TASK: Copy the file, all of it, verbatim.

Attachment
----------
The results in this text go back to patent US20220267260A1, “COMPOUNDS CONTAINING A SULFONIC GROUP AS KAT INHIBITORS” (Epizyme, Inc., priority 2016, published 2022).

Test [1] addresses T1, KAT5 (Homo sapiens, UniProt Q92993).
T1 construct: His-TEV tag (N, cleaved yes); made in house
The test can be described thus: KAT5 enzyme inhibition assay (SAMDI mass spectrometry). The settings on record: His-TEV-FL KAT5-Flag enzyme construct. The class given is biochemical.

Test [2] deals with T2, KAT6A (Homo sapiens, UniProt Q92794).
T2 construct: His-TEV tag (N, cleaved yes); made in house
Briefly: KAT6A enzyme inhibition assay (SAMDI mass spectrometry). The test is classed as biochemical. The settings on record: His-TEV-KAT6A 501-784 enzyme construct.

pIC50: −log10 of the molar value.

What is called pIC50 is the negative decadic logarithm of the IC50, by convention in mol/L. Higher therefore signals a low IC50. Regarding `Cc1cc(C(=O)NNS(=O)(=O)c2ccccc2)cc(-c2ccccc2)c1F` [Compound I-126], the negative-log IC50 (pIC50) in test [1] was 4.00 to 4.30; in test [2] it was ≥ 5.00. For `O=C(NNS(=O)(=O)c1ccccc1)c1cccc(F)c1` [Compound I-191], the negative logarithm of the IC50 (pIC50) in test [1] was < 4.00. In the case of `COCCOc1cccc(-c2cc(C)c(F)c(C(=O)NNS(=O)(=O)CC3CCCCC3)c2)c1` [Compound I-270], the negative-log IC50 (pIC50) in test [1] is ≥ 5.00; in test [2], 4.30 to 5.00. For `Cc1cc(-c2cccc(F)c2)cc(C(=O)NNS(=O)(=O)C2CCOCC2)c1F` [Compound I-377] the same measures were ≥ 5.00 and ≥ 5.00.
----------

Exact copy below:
The results in this text go back to patent US20220267260A1, “COMPOUNDS CONTAINING A SULFONIC GROUP AS KAT INHIBITORS” (Epizyme, Inc., priority 2016, published 2022).

Test [1] addresses T1, KAT5 (Homo sapiens, UniProt Q92993).
T1 construct: His-TEV tag (N, cleaved yes); made in house
The test can be described thus: KAT5 enzyme inhibition assay (SAMDI mass spectrometry). The settings on record: His-TEV-FL KAT5-Flag enzyme construct. The class given is biochemical.

Test [2] deals with T2, KAT6A (Homo sapiens, UniProt Q92794).
T2 construct: His-TEV tag (N, cleaved yes); made in house
Briefly: KAT6A enzyme inhibition assay (SAMDI mass spectrometry). The test is classed as biochemical. The settings on record: His-TEV-KAT6A 501-784 enzyme construct.

pIC50: −log10 of the molar value.

What is called pIC50 is the negative decadic logarithm of the IC50, by convention in mol/L. Higher therefore signals a low IC50. Regarding `Cc1cc(C(=O)NNS(=O)(=O)c2ccccc2)cc(-c2ccccc2)c1F` [Compound I-126], the negative-log IC50 (pIC50) in test [1] was 4.00 to 4.30; in test [2] it was ≥ 5.00. For `O=C(NNS(=O)(=O)c1ccccc1)c1cccc(F)c1` [Compound I-191], the negative logarithm of the IC50 (pIC50) in test [1] was < 4.00. In the case of `COCCOc1cccc(-c2cc(C)c(F)c(C(=O)NNS(=O)(=O)CC3CCCCC3)c2)c1` [Compound I-270], the negative-log IC50 (pIC50) in test [1] is ≥ 5.00; in test [2], 4.30 to 5.00. For `Cc1cc(-c2cccc(F)c2)cc(C(=O)NNS(=O)(=O)C2CCOCC2)c1F` [Compound I-377] the same measures were ≥ 5.00 and ≥ 5.00.